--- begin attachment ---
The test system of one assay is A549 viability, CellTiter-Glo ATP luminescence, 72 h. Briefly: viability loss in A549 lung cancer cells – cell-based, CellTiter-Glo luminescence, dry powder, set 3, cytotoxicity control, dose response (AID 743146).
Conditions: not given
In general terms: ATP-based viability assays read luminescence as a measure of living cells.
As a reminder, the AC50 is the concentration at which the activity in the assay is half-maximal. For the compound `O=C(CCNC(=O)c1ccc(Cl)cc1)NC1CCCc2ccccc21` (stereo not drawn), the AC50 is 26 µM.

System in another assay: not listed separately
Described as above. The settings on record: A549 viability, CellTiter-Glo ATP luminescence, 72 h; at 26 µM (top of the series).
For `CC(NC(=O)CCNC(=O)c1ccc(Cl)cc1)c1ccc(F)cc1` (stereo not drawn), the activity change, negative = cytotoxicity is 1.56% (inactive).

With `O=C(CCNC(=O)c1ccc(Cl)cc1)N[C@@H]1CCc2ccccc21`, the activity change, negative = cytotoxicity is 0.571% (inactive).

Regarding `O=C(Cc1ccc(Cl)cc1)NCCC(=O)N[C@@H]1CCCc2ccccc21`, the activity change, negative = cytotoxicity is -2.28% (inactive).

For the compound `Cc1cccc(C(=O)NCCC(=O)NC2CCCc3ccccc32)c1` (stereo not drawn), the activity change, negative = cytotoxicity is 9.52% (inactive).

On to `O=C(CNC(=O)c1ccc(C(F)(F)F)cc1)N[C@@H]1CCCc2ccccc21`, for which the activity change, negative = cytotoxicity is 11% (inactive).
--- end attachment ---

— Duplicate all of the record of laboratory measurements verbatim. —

The test system of one assay is A549 viability, CellTiter-Glo ATP luminescence, 72 h. Briefly: viability loss in A549 lung cancer cells – cell-based, CellTiter-Glo luminescence, dry powder, set 3, cytotoxicity control, dose response (AID 743146).
Conditions: not given
In general terms: ATP-based viability assays read luminescence as a measure of living cells.
As a reminder, the AC50 is the concentration at which the activity in the assay is half-maximal. For the compound `O=C(CCNC(=O)c1ccc(Cl)cc1)NC1CCCc2ccccc21` (stereo not drawn), the AC50 is 26 µM.

System in another assay: not listed separately
Described as above. The settings on record: A549 viability, CellTiter-Glo ATP luminescence, 72 h; at 26 µM (top of the series).
For `CC(NC(=O)CCNC(=O)c1ccc(Cl)cc1)c1ccc(F)cc1` (stereo not drawn), the activity change, negative = cytotoxicity is 1.56% (inactive).

With `O=C(CCNC(=O)c1ccc(Cl)cc1)N[C@@H]1CCc2ccccc21`, the activity change, negative = cytotoxicity is 0.571% (inactive).

Regarding `O=C(Cc1ccc(Cl)cc1)NCCC(=O)N[C@@H]1CCCc2ccccc21`, the activity change, negative = cytotoxicity is -2.28% (inactive).

For the compound `Cc1cccc(C(=O)NCCC(=O)NC2CCCc3ccccc32)c1` (stereo not drawn), the activity change, negative = cytotoxicity is 9.52% (inactive).

On to `O=C(CNC(=O)c1ccc(C(F)(F)F)cc1)N[C@@H]1CCCc2ccccc21`, for which the activity change, negative = cytotoxicity is 11% (inactive).